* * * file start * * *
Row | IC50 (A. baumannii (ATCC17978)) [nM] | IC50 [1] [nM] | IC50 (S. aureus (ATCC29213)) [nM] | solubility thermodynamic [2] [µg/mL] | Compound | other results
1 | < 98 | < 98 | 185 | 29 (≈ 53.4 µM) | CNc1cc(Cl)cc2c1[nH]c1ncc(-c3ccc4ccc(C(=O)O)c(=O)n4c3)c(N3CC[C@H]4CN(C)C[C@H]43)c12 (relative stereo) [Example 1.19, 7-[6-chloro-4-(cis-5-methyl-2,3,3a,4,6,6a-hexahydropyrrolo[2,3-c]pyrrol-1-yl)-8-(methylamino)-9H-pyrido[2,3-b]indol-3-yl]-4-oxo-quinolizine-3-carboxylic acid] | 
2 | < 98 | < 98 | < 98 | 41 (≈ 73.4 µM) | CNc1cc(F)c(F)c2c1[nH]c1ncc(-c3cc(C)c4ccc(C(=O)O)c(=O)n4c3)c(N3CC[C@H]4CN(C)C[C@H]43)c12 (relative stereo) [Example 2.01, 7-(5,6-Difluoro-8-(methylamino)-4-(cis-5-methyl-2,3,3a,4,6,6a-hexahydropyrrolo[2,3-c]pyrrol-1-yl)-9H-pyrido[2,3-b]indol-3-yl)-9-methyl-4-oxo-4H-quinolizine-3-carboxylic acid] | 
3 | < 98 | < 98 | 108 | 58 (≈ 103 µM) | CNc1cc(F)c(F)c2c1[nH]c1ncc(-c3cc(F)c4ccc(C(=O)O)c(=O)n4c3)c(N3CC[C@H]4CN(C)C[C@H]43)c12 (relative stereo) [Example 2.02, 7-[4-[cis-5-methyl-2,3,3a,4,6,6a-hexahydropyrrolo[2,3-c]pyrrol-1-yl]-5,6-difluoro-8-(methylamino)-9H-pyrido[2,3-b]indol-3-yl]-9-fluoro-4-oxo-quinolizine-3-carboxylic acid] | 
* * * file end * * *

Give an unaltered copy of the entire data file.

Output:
Row | IC50 (A. baumannii (ATCC17978)) [nM] | IC50 [1] [nM] | IC50 (S. aureus (ATCC29213)) [nM] | solubility thermodynamic [2] [µg/mL] | Compound | other results
1 | < 98 | < 98 | 185 | 29 (≈ 53.4 µM) | CNc1cc(Cl)cc2c1[nH]c1ncc(-c3ccc4ccc(C(=O)O)c(=O)n4c3)c(N3CC[C@H]4CN(C)C[C@H]43)c12 (relative stereo) [Example 1.19, 7-[6-chloro-4-(cis-5-methyl-2,3,3a,4,6,6a-hexahydropyrrolo[2,3-c]pyrrol-1-yl)-8-(methylamino)-9H-pyrido[2,3-b]indol-3-yl]-4-oxo-quinolizine-3-carboxylic acid] | 
2 | < 98 | < 98 | < 98 | 41 (≈ 73.4 µM) | CNc1cc(F)c(F)c2c1[nH]c1ncc(-c3cc(C)c4ccc(C(=O)O)c(=O)n4c3)c(N3CC[C@H]4CN(C)C[C@H]43)c12 (relative stereo) [Example 2.01, 7-(5,6-Difluoro-8-(methylamino)-4-(cis-5-methyl-2,3,3a,4,6,6a-hexahydropyrrolo[2,3-c]pyrrol-1-yl)-9H-pyrido[2,3-b]indol-3-yl)-9-methyl-4-oxo-4H-quinolizine-3-carboxylic acid] | 
3 | < 98 | < 98 | 108 | 58 (≈ 103 µM) | CNc1cc(F)c(F)c2c1[nH]c1ncc(-c3cc(F)c4ccc(C(=O)O)c(=O)n4c3)c(N3CC[C@H]4CN(C)C[C@H]43)c12 (relative stereo) [Example 2.02, 7-[4-[cis-5-methyl-2,3,3a,4,6,6a-hexahydropyrrolo[2,3-c]pyrrol-1-yl]-5,6-difluoro-8-(methylamino)-9H-pyrido[2,3-b]indol-3-yl]-9-fluoro-4-oxo-quinolizine-3-carboxylic acid] | 